EMOTIONS ran high as thousands of people affected by a blood scandal which saw them contract HIV and hepatitis C attended the launch of an inquiry into the incident.
The independent Infected Blood Inquiry started yesterday with a commemoration service in London to pay tribute to those who have died.
Their loved ones and living victims were at Church House for the first day of preliminary hearings.
Jackie Britton, from Portchester, travelled to London after being affected by the scandal which saw her contract hepatitis C after a blood transfusion in childbirth. She will be giving evidence as part of the inquiry which is expected to last at least two years.
Her story was part of the commemoration service. In a tearful video, she said: ‘I was absolutely devastated when I found out and my second daughter and husband had to be tested as emergencies.
‘Waiting for their results to come back were the worst days of my life. I could deal with my diagnosis but I could not have coped if I had infected them.
‘We just took every day at a time and I started planning my own funeral. You go to a very dark place.’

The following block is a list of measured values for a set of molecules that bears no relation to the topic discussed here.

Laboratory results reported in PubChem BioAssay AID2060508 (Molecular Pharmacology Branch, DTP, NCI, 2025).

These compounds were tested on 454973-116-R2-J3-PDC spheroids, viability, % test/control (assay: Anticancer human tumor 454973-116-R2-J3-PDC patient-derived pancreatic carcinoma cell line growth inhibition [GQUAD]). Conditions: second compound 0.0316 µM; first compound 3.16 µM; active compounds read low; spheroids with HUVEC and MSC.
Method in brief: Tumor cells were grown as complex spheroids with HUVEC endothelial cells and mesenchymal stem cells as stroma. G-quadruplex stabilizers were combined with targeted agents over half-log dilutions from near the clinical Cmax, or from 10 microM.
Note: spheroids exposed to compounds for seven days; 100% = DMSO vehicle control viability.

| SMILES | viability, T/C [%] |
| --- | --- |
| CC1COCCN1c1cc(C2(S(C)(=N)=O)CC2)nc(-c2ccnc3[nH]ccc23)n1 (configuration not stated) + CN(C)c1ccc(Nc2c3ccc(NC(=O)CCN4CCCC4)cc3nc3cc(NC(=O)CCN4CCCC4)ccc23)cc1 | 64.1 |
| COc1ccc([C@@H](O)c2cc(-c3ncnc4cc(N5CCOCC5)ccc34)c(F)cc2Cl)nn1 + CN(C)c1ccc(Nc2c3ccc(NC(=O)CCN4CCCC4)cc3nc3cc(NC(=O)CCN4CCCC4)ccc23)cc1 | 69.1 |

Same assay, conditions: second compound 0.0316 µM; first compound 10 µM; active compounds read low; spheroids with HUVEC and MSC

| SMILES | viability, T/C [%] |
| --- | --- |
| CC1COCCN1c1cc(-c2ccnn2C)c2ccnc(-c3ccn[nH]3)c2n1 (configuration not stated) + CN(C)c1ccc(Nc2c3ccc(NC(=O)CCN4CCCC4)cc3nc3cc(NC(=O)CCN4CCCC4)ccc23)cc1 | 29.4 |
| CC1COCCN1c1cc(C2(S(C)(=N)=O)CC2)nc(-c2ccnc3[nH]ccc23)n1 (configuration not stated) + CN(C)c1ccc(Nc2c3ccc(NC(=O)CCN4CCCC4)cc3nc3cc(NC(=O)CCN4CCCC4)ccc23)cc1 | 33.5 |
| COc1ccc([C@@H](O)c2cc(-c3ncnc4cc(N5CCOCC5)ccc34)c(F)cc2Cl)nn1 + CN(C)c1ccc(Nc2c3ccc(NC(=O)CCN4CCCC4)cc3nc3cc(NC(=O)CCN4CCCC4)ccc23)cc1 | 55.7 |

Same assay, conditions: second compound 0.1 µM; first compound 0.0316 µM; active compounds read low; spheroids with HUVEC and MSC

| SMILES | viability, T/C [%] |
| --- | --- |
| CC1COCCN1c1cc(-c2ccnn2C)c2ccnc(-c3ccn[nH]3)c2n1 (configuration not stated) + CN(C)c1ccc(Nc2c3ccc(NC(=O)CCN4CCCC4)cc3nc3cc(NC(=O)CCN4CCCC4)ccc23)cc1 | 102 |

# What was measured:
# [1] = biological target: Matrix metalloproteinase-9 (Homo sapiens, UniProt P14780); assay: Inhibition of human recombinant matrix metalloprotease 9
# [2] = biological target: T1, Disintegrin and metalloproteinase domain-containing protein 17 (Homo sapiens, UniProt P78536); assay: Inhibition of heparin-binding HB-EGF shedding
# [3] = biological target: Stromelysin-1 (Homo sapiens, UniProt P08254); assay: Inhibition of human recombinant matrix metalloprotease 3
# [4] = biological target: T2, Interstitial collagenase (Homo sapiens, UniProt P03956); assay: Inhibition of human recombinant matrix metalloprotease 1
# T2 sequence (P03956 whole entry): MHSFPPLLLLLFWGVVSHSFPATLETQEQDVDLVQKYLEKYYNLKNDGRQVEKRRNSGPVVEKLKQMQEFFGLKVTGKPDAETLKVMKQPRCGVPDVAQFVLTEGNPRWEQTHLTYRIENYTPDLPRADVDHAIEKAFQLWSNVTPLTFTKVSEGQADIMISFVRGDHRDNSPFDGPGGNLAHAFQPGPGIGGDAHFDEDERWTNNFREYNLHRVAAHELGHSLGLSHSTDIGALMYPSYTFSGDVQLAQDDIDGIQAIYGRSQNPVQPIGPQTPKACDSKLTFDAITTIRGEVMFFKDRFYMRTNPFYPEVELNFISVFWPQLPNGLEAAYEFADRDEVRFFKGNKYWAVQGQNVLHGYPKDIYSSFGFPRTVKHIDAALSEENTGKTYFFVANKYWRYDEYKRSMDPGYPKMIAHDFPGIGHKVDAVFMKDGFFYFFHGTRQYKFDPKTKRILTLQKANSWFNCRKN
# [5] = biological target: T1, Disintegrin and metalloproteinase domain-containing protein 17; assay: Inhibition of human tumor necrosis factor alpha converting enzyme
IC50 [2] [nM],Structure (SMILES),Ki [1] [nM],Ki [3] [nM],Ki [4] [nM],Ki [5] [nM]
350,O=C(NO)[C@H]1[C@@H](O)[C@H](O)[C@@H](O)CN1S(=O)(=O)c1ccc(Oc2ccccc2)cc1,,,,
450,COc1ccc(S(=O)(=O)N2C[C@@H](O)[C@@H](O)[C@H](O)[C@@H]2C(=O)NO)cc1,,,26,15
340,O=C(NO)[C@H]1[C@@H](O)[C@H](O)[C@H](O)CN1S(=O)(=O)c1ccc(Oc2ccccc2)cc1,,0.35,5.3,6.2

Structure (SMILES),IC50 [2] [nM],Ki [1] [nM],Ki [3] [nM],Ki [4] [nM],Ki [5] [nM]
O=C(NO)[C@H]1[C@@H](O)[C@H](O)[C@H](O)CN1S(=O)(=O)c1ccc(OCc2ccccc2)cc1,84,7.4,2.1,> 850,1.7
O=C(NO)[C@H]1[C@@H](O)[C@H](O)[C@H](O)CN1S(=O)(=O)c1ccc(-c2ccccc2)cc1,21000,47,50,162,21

She added: ‘I want the answers to my questions. When did they know there was a problem, what did they try to do to sort it, why didn’t they look for people sooner?
‘They need to find every single person infected and give them a life.’
The emotional service told the story of the scandal which saw more than 4,000 people infected with HIV and hepatitis C after being given contaminated blood in the 1980s and 1990s.
Half of the victims were haemophiliacs who were given the blood as part of a product to help with their condition. The success of the product meant pharmaceutical companies were in need of more blood, and prison inmates and drug addicts in America were paid for samples.
These samples were mixed up and infected blood was given to the NHS and used for other patients.
Alan Vickers, from Landport, also travelled to London to remember his wife Sally who died last August. She was a victim after having blood transfusions when she was a teenager.
Speaking at the first preliminary hearing, chairman of the inquiry Sir Brian Langstaff said: ‘I cannot be glad that you are here at all. But by your sheer numbers you are drawing attention to the importance of this inquiry.
’I would like to say thank you to everyone who spoke to me during the consultation periods. All your stories were individual and have already taught me a lot.
‘The inquiry is not taking evidence or hearing the individual stories during these preliminary hearings. I am here to listen to what you have to say rather than express a view I have.
‘It is about how we can best help to shape the inquiry’s procedures to address the mammoth task it has set itself.
‘I want to put people at the heart of this inquiry.’